Artist: Masta KillaTitle: No Said DateRating: 4 StarsReviewed by: Matt Barone
Maintaining a level of obscurity amongst his more outgoing Wu-Tang Clan brethren, Masta Killa has remained the legendary group’s silently consistent representative. Appearing on the majority of his fellow Clan members’ solo projects, a guest verse from this monotone-pitched MC is like a stamp of pure Wu-tang authenticity. While Clansmen like Method Man and The RZA have gained acceptance by stepping out from behind the large ‘W’ shadow, Masta Killa has demonstrated strong loyalty to the Clan and its devoted fans, making the long-overdue release of his official solo debut No Said Date all the more important for the future of the Wu.
This album is finally seeing record store shelves after years of speculation and release delays (which the Masta cleverly nods to by titling it No Said Date). Rather than recruiting outside producers and guest artists, Masta Killa has kept it all in the family, utilizing vintage Killa Bee production from The RZA, True Master and Mathematics. Listening to this overall solid album will inspire warm sentiments of the days when the Clan formed like Voltron on each individual project. Masta Killa, while possessing a notable amount of skill, has never been able to grace the masses with classic quotables, so having the Wu ride shotgun on No Said Date is a smart move, one that proves to be the album’s strongest point.
When left by his lonesome, Masta Killa does show and prove nicely, kicking more of his complex wordplay with the same deadpan pitch he has flaunted since 1993. Tracks like “Last Drink”, “Grab The Mic”, and “Digi Warfare” keep it simple, placing pounding instrumentals behind MK as he fires his verbal darts. Speeding up the haunting strings heard on Outkast’s “Skew It On The Bar-B” (which featured Raekwon), RZA injects some newfound energy into Masta Killa on the title track, rhyming with a quicker and effective delivery. He even displays his softer personality traits on the soulful and romantic “Queen”, bringing listeners back to the days when Ghostface compared his women to Camay.
While he proves that he is fully capable of pulling off a solo LP, Masta Killa is still at his best alongside his Shaolin counterparts. Raekwon and Ghostface flex their metaphorical muscle on the blazing head-nodder “D.T.D”, while Killah Priest and a rejuvenated Method Man damn near short circuit their respective microphones over True Master’s crackling pianos on “Secret Rivals”. Sampling from the classic TV sitcom ‘Sanford and Son’, RZA concocts a light-hearted and funky track for himself, Masta Killa, and the glorious return-to-form ad-libs of Ol’ Dirty Bastard to shine on “Old Man”. With it’s laidback ruggedness courtesy of the aforementioned True Master, though, “Silverbacks” may be the album’s audio climax, with Masta Killa, Inspectah Deck and the Gza all in top form serving up one of tightest all-Wu bangers in years.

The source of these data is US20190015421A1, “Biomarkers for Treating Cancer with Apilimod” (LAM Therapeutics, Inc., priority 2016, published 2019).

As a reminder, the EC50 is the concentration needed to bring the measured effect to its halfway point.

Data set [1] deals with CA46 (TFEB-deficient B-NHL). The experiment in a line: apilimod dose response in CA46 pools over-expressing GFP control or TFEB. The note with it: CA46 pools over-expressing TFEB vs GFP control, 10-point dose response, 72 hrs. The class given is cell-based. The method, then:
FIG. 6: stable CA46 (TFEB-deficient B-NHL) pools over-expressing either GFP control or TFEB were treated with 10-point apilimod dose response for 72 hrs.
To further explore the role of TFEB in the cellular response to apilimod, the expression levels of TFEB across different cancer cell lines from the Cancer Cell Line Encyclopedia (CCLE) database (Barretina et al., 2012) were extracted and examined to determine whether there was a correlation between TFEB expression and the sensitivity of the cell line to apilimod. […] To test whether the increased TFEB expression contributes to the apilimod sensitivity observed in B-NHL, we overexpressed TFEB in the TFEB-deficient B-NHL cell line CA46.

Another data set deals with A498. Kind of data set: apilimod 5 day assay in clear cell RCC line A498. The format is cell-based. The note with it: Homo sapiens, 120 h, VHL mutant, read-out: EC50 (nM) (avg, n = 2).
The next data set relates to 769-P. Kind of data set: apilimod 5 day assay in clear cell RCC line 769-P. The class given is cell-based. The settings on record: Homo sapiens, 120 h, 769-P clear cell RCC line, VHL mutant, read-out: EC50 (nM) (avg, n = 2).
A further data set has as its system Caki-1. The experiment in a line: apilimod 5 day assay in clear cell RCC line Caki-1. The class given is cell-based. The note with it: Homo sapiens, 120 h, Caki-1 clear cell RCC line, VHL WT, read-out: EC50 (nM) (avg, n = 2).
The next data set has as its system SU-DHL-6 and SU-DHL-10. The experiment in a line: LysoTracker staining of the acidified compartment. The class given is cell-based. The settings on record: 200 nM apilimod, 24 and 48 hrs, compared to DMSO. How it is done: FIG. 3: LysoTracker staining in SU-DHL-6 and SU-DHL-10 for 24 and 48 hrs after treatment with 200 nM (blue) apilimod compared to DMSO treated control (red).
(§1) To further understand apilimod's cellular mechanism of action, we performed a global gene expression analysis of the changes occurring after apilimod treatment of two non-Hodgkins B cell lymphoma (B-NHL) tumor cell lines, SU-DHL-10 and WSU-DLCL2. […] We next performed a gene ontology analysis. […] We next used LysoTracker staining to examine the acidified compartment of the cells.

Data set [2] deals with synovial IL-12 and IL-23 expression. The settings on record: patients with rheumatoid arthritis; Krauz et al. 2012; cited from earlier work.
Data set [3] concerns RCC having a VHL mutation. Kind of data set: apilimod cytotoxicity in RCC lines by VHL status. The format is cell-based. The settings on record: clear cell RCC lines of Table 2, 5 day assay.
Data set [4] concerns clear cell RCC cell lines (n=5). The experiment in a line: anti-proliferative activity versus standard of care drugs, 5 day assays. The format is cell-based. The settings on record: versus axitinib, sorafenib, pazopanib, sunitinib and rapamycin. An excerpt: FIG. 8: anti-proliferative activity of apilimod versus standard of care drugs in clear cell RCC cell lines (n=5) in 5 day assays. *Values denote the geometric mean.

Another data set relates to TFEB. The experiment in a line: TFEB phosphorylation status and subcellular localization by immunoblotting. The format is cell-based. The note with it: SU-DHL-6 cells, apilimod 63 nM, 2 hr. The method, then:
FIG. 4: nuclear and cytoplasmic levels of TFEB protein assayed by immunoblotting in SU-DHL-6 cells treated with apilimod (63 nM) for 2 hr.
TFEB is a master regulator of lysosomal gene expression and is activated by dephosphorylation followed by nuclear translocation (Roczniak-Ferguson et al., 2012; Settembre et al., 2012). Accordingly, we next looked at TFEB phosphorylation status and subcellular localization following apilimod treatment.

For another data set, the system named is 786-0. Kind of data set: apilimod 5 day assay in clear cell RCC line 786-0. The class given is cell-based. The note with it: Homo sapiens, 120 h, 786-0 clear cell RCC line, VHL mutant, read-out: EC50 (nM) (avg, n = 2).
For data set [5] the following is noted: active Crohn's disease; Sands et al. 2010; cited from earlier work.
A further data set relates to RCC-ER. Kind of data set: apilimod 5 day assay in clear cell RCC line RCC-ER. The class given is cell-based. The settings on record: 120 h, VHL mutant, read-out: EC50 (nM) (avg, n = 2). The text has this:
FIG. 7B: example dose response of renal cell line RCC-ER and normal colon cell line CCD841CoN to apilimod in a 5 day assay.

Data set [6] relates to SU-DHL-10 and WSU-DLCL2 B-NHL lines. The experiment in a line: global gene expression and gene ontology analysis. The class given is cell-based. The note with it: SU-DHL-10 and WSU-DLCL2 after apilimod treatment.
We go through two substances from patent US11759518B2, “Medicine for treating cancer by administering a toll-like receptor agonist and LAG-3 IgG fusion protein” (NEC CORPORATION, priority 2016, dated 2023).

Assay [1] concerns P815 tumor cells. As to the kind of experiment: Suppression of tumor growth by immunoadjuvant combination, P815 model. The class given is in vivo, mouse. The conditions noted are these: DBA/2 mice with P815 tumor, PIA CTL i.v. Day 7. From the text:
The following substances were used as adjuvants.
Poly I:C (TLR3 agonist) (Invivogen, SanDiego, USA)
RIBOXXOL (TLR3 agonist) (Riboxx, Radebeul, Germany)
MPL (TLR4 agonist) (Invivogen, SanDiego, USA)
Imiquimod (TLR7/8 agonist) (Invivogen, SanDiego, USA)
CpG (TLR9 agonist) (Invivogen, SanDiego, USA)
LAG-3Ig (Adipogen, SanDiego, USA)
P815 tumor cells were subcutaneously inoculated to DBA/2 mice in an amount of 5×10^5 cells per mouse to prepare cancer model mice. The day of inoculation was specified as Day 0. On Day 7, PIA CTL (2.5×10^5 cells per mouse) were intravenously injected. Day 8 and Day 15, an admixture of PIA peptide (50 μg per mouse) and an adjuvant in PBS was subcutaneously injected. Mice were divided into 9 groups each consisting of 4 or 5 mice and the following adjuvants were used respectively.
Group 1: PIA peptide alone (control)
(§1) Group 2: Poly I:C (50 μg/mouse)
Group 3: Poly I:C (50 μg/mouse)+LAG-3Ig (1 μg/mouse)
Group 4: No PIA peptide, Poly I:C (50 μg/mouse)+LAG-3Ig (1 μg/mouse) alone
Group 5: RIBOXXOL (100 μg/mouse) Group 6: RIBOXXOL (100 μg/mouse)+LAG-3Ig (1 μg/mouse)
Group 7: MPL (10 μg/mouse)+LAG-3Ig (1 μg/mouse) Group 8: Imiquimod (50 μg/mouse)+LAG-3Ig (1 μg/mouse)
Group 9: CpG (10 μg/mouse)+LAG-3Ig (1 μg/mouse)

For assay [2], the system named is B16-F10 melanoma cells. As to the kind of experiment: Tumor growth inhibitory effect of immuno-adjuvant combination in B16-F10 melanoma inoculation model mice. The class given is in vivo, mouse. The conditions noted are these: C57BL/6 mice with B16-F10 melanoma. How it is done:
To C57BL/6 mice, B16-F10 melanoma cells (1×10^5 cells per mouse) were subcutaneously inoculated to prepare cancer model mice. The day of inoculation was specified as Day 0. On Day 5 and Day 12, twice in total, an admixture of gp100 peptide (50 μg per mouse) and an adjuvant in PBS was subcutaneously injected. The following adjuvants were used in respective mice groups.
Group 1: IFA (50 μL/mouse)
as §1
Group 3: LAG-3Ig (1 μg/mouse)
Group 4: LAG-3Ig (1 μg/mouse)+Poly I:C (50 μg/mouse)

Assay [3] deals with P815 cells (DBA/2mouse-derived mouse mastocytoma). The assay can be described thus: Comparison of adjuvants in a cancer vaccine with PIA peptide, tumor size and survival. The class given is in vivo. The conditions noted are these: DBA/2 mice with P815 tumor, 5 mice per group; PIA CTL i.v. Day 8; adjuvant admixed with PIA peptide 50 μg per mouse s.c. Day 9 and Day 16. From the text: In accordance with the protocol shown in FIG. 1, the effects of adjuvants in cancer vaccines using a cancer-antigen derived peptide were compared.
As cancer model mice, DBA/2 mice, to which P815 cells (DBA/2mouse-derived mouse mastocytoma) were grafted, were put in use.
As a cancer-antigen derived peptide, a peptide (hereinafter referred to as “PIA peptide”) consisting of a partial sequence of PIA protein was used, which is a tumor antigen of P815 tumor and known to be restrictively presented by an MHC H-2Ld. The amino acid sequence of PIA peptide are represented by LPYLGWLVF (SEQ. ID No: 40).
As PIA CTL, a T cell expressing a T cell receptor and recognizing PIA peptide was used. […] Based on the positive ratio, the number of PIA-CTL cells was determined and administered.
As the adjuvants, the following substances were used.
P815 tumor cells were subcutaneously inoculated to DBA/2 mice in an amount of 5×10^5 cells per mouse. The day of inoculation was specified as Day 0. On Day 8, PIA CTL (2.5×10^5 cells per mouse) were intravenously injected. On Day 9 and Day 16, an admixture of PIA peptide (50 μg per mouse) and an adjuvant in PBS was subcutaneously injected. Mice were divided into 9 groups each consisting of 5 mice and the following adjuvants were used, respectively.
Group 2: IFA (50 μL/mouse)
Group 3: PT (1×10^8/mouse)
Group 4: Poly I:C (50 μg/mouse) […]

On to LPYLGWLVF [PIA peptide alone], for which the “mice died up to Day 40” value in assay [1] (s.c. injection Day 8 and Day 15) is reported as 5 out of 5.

For lifelong Wu-Tang supporters, listening to No Said Date is the audio equivalent to an 8-year-old’s Christmas morning. Don’t get it twisted, though, because this disc packs enough sure-fire winners to please anyone looking for a solid rap record. Playing the album straight through without any skipping is made easy thanks to the consistent stream of musical heaters. While some may become bored with Masta Killa’s subdued vocal nature, he gives his fans exactly what they wanted, resting comfortably in his Killa Beehive. No Said Date most likely will repel off of the Billboard charts, but it should momentarily silence skeptics who have written of the Wu-Tang Clan as fallen legends in the rap game.